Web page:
We’ve upped the activity by 10 minutes. Have you tried a 10 minute activity yet? If you’ve been carving out 30 minutes of continuous activity to meet the weekly goal in weeks 6 and 7, you may consider trying a 10 minute movement break as part of your activity plan this week. Why? When you find 10 minute activities you enjoy, you have more options for meeting the activity goal. This is especially helpful during busy days when it is difficult to do a longer stretch of activity. Plus, physical activity is a great stress reliever and a 10 minute chunk can more easily fit in at work, a big source of stress for many of us.
According to the APA’s Stress in America survey, half of Americans surveyed use physical activity to cope with stress. This is a great idea! Plus, you may experience greater stress reduction when you take that activity outdoors and into an area park or walking trail in a wooded area. An article by Welldoing highlighted several studies that connected green spaces with a stress buffering effect. In several of the studies they looked at the level of cortisol, a hormone associated with stress, and found that time in nature lowered the levels of cortisol. This is good news because when cortisol is left in your system too long, it can lower your body’s ability to fight infections.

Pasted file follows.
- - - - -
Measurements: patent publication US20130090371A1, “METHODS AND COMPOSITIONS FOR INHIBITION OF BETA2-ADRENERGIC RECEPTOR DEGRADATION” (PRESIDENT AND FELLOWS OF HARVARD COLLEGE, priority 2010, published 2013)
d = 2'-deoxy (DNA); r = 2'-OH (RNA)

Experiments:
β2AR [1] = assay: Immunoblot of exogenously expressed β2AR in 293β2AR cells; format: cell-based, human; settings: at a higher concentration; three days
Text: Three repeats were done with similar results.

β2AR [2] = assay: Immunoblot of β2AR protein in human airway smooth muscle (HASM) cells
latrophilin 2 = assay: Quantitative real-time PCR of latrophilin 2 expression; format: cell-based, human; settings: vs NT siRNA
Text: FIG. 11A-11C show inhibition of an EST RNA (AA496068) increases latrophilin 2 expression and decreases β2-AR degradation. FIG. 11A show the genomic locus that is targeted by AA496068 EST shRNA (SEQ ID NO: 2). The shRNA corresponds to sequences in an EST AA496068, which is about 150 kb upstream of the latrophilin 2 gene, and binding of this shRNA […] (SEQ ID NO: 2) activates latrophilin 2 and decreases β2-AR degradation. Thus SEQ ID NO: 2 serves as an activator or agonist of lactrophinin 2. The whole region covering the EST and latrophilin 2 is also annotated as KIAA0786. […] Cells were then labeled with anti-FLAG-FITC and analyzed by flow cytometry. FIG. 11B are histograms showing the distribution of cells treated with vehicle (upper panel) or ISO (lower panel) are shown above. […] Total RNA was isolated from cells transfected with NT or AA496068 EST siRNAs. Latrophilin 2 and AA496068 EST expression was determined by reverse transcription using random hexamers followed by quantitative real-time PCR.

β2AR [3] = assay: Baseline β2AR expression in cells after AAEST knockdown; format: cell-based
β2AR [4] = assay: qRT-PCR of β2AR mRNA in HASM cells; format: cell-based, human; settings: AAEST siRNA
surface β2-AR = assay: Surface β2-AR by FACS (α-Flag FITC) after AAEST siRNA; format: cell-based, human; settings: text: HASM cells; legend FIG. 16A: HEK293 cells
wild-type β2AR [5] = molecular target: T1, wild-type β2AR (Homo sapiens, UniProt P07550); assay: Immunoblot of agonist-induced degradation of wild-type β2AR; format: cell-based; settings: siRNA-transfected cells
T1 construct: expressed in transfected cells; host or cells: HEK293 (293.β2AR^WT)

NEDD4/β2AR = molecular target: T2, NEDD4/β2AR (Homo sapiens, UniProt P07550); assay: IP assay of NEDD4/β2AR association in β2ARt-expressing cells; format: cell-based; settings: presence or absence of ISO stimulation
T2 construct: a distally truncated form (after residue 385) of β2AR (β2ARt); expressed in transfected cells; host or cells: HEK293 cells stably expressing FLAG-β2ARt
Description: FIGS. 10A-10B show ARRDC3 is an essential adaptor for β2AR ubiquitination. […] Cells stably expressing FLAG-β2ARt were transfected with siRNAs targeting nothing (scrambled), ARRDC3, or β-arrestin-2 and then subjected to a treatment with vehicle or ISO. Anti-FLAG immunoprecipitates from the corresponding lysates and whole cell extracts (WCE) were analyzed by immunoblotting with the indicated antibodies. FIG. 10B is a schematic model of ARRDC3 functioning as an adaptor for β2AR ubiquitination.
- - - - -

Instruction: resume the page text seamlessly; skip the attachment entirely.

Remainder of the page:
We are well into March and temperatures will continue to climb as we leave winter behind. It’s a great time to take your activity outside. A brisk morning walk can be a great way to start your day with some movement. Try a midday walk to take in the fresh air and decompress from some of the stress at work. If you prefer running, take your afternoon jog from the treadmill to an outdoor trail and notice the nature around you.